The Basics of Stretching
It’s hard to emphasize enough the importance of stretching, especially for those of us who exercise frequently. When you stretch out your muscles and joints regularly, you increase your flexibility and blood circulation while reducing tension and stiffness. As a result, your muscles recover faster and your training is more effective overall.
There are two major categories of stretches: static and dynamic.
Static stretching involves holding a stretch for about 15–30 seconds and repeating this 3–5 times. There’s some evidence that suggests that static stretching could reduce strength during workouts so it’s most effective when done right after working out. Your body is warmed up and this means that your muscles stretch more safely since they are more pliable. By increasing blood flow to damaged muscle areas, you get the added benefit of helping rebuild your muscle fibers faster.
Dynamic stretching refers to moving stretches in which your muscles and joints pass through the same motions a few times. For instance, walking lunges or yoga would fall under this category. Dynamic stretching is most helpful before working out since it prepares your muscles for what is about to come next.
Regardless of which technique you are using, you should always stretch in gentle and natural movements avoiding any excessive jerkiness or over-extension. Stretching is not meant to be painful, nor are the results immediate. If you find that you are in pain or shaking during a stretch, ease-off and come back to where you’re feeling tension, but it’s not uncomfortable.
Here are some basic stretches that you can do before and after running and other cardio routines that go a long way!
Cat-Cow: Get down on all fours with your wrists below your shoulders and your knees below your hips. Arch your middle-back upwards and drop your head and neck while extending your arms. Maintaining the extension in your arms, drop your middle back and arch your upper back upwards and bringing your shoulder blades together. Bring your chest forward and look up. Repeat the whole sequence 4–5 times.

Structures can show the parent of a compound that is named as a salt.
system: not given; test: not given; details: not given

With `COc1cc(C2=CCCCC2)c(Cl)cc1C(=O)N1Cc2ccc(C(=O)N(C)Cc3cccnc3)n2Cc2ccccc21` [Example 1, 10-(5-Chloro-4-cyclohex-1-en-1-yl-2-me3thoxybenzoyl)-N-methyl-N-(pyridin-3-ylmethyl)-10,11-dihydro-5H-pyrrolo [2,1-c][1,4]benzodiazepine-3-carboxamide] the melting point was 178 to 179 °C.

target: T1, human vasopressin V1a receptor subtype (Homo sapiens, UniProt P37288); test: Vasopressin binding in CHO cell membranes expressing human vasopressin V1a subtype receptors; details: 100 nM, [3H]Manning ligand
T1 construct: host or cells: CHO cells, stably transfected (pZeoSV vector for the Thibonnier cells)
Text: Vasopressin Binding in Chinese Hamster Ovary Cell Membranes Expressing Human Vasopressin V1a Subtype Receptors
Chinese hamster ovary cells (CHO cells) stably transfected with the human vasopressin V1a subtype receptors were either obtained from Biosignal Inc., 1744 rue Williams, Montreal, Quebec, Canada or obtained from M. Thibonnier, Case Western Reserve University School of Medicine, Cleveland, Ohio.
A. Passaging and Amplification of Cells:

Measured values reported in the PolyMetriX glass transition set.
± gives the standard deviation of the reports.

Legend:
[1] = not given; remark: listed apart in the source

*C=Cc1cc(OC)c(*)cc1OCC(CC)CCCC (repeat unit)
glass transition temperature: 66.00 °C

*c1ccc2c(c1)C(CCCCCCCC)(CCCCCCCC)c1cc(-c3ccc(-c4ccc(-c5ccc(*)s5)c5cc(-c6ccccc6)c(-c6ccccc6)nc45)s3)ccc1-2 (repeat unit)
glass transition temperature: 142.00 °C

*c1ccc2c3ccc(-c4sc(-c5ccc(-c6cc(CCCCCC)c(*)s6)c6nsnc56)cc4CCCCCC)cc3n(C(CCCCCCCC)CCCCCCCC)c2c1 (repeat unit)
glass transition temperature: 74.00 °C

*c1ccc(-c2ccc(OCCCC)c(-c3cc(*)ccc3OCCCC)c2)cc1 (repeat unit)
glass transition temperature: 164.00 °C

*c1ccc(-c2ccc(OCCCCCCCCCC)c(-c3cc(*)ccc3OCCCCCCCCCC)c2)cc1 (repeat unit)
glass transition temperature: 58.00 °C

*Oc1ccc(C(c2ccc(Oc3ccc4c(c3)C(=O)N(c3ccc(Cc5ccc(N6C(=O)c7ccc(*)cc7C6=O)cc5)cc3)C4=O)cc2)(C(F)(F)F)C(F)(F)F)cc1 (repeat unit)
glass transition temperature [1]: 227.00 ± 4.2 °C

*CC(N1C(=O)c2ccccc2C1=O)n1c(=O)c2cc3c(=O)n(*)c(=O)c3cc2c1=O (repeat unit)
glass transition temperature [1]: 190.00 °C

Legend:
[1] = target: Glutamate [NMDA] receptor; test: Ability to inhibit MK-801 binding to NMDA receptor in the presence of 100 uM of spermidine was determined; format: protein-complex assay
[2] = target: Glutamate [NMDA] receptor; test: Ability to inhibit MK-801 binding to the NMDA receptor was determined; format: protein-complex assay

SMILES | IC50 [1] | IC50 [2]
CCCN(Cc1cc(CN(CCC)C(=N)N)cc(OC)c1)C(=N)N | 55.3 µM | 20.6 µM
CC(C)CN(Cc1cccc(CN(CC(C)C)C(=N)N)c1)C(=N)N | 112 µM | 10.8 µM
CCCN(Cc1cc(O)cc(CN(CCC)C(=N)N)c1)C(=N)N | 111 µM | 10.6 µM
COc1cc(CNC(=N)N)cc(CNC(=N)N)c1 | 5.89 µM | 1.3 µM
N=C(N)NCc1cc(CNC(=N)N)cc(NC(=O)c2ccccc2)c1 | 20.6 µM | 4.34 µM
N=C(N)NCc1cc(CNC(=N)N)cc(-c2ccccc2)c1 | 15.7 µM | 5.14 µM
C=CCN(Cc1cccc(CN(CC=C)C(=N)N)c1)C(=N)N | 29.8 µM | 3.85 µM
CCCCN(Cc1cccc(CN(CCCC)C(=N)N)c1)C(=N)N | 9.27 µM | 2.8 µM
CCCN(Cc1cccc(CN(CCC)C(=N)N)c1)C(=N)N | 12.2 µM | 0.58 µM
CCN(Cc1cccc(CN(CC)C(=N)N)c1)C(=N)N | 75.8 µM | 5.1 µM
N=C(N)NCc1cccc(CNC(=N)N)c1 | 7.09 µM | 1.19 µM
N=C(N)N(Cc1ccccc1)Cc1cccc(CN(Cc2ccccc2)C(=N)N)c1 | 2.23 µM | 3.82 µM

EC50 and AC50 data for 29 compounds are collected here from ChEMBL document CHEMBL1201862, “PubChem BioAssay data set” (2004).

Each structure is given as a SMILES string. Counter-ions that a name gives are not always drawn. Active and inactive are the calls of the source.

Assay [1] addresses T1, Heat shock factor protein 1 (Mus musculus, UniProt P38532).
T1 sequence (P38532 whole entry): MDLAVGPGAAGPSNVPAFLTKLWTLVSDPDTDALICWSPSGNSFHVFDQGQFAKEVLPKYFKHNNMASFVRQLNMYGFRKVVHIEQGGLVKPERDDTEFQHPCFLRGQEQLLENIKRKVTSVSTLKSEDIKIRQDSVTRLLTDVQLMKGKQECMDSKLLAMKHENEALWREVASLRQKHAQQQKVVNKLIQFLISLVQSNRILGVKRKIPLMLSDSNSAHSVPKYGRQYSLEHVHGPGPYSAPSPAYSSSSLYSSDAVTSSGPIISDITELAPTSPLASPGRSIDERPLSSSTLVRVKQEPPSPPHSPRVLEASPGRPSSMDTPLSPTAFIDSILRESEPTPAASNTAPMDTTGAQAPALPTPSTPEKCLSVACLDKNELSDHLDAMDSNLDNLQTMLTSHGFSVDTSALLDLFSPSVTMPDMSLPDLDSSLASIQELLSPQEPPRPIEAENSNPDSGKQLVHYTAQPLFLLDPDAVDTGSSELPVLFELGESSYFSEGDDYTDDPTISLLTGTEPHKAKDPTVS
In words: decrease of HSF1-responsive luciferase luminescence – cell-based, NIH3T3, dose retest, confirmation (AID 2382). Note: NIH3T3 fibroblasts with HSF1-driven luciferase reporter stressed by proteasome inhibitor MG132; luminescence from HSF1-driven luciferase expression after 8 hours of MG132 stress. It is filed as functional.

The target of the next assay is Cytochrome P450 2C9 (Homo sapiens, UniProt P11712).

Side Leg Raises: lie on your side and lift your upper leg as high as you comfortably can. Bring it back down slowly and then repeat this motion 5 times on either side.
Walking Lunges: Lunge with your right foot forward and then without coming back to your starting position, lunge with your left foot, moving you forward.
Side lunge: Stand with your feet wide apart and toes pointing in front. Fold your hands in prayer position in front of your chest. Lower your torso down to your right side, brining your gluten as close to the ground as you can while keep your upper body upright. Hold here for 15–30 seconds. Do either side 3–4 times.
Hero pose: Kneel on the floor with your feed wider than your hips. Sit back between your feet on the floor, a cushion or a block. Make sure your hips are even and that you’re sitting upright and with your back straight, shoulders down and moving towards each other. You should feel a nice stretch in your quads. Place your hands on your thighs and hold here for 30 seconds.
Kneeling Hip Flexor and Hamstring: Get into a lunge position with your right leg in front. Drop your left knee to the ground. Even your hips and hold here for 30 seconds. Repeat each side 5 times.
We have some great audio yoga, warm-up and cool-down classes to support your fitness routine. Check them out on the Vivo app!